I did start seeing … I went to a couple sessions with the LinkedIn, taking a look at what was happening there. You’re starting to see some of the work that they’re doing integrating LinkedIn to Microsoft products. I think just this week they announced there’s a Windows 10 app for LinkedIn and there was a lot of discussions about starting to integrated LinkedIn with Dynamics. It was good to see what they’re doing there and I think they’re trying to use this as a means of competing with Salesforce. It’s interesting to see how that’s going to come along.


This was emphasized time and time again, which is their four solutions areas, which is modern workplace, yay, that’s very much in line with what we’re focusing in on, business applications, applications and infrastructure, and data and AI. That is their overall message of the four main solution areas that Microsoft focuses in on. Again, I think we’re … wonderful to hear that they’re focusing in on that.


Then I love this, there was a 4.5 trillion dollar opportunity. I love things like this. My favorite meme from that was this one. Dux had put this out. You heard it, 4.5 trillion dollars. I got a kick out of that. Then of course, somebody comes up and says for every one dollar we make, you make seven dollars, or something along like that.


Tommy:Sure, right.


Danny:All the partners salivate and move on to the next thing. Mobile first, cloud first, didn’t really hear that very much at this conference.




Danny:It’s now Intelligent Cloud. Intelligent Edge. If you see the overall messaging, as far as how that’s changing, what the updated messaging is for that. Here’s sort of a graphic of how they’re showing that. Multi-device, multi-sense, artificial intelligence … so it’s sort of how this is changing for them.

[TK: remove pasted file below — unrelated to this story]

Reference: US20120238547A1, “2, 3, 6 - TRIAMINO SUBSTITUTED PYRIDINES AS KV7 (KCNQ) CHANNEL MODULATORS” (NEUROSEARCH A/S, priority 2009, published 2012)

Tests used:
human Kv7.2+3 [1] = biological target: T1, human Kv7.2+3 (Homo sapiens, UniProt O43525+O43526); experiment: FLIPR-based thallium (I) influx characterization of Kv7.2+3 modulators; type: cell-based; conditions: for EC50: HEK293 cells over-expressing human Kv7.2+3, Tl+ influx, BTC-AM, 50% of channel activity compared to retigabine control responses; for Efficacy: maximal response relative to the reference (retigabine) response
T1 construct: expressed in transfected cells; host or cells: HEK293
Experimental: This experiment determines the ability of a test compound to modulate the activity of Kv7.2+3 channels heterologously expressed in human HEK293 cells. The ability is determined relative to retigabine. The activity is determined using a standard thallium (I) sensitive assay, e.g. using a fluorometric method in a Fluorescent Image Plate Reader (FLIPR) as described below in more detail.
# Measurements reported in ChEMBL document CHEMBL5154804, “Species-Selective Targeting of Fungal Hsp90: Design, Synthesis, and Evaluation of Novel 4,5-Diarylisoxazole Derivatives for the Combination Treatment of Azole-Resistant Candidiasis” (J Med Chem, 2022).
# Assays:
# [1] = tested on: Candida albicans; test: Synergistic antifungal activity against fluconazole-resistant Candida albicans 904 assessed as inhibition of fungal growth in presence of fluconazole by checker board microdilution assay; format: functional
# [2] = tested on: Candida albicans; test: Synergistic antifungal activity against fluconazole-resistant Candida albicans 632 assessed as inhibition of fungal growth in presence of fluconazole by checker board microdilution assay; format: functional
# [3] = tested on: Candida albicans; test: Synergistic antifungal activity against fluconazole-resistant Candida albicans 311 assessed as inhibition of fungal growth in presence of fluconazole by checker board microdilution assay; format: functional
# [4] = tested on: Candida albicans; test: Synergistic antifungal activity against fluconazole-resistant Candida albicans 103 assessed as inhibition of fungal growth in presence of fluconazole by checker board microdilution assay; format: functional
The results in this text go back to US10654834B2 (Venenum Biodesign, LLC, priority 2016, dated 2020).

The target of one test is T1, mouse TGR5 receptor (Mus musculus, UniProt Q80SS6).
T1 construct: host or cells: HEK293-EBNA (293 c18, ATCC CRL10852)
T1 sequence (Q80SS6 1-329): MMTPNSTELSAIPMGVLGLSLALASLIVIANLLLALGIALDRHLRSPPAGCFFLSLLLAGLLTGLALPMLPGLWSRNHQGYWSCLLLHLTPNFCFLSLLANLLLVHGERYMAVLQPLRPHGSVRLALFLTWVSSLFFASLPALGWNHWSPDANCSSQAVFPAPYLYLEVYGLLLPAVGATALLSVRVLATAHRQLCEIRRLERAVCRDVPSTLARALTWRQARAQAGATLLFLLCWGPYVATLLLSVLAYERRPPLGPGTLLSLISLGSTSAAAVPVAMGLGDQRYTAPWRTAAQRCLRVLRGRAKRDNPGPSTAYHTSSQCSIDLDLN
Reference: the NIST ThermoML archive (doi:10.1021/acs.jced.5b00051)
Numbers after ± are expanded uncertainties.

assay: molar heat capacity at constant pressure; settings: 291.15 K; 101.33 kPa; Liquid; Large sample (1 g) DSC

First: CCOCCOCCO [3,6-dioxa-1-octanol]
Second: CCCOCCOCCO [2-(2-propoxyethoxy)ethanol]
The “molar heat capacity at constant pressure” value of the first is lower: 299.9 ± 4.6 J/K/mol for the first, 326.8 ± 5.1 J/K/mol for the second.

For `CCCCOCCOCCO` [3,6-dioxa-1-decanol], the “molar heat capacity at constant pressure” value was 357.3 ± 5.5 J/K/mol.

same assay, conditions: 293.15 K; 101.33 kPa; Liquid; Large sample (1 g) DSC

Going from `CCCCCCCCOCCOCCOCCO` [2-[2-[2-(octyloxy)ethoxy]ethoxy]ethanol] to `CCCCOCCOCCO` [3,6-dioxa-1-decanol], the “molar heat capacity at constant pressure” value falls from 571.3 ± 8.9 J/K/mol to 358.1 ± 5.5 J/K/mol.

I think with everybody was sort of how can it be mobile first and cloud first at the same time? Something’s got to be second. Now let’s move to this.




Danny:It was cool seeing women leading up the demos, which was very nice. I think everybody that day, there were all women leading up the demos, which was a very cool thing to see. Feedback from the day … oh, man it was hot outside. I took a picture here of everybody waiting outside. I don’t know what had happened that morning, but for like an hour up to … it just didn’t seem like they were letting people into the Verizon Center and it was … it got hot really quick, as it gets hot in D.C.


So that’s the update from the first day. Then if we take a look at what happened on the second day … sorry, I always get caching issues with my computer here. Summary of day two. I took a quick snapshot of here, digital transformation … I think what they’re trying to get to, more of, is moving on, because you heard digital transformation over and over and over again. You’re trying to get … basically define what does that mean? Empower employees, optimize operations, transform products, and engage customers. This was a screenshot that I took from Chris Capossela session that he did. It was really neat because he sort of said, “Well what does this mean to our marketing department at Microsoft?” He went through real cases of what does this mean to us and how did this change what we’re doing inside of Microsoft, what’s the transformation that we’re seeing inside of Microsoft. Because he can say each one of these can apply to each department. It can apply to finance, it can apply to customer service. So it’s sort of translating this over to that specific department.